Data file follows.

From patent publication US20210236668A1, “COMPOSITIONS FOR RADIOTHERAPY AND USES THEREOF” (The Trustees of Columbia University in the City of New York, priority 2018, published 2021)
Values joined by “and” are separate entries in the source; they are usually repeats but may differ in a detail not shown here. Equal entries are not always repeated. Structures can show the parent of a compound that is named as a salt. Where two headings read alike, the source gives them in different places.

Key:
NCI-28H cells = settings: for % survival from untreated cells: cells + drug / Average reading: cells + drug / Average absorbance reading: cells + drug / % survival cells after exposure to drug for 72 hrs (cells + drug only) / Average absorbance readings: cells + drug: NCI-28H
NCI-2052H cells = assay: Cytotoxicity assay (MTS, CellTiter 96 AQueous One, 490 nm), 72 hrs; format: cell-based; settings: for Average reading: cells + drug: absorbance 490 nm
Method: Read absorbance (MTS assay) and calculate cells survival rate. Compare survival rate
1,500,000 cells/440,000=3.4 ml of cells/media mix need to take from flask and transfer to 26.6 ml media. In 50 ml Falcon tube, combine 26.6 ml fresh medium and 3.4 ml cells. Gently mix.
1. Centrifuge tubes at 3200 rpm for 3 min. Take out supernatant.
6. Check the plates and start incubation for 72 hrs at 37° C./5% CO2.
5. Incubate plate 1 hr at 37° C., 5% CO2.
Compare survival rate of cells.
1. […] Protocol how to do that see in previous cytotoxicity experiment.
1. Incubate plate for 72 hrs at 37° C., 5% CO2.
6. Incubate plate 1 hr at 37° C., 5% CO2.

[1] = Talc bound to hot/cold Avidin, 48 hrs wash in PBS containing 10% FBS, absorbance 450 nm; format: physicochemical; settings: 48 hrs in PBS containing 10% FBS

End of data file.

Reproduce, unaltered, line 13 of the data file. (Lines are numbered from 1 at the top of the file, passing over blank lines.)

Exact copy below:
1. Incubate plate for 72 hrs at 37° C., 5% CO2.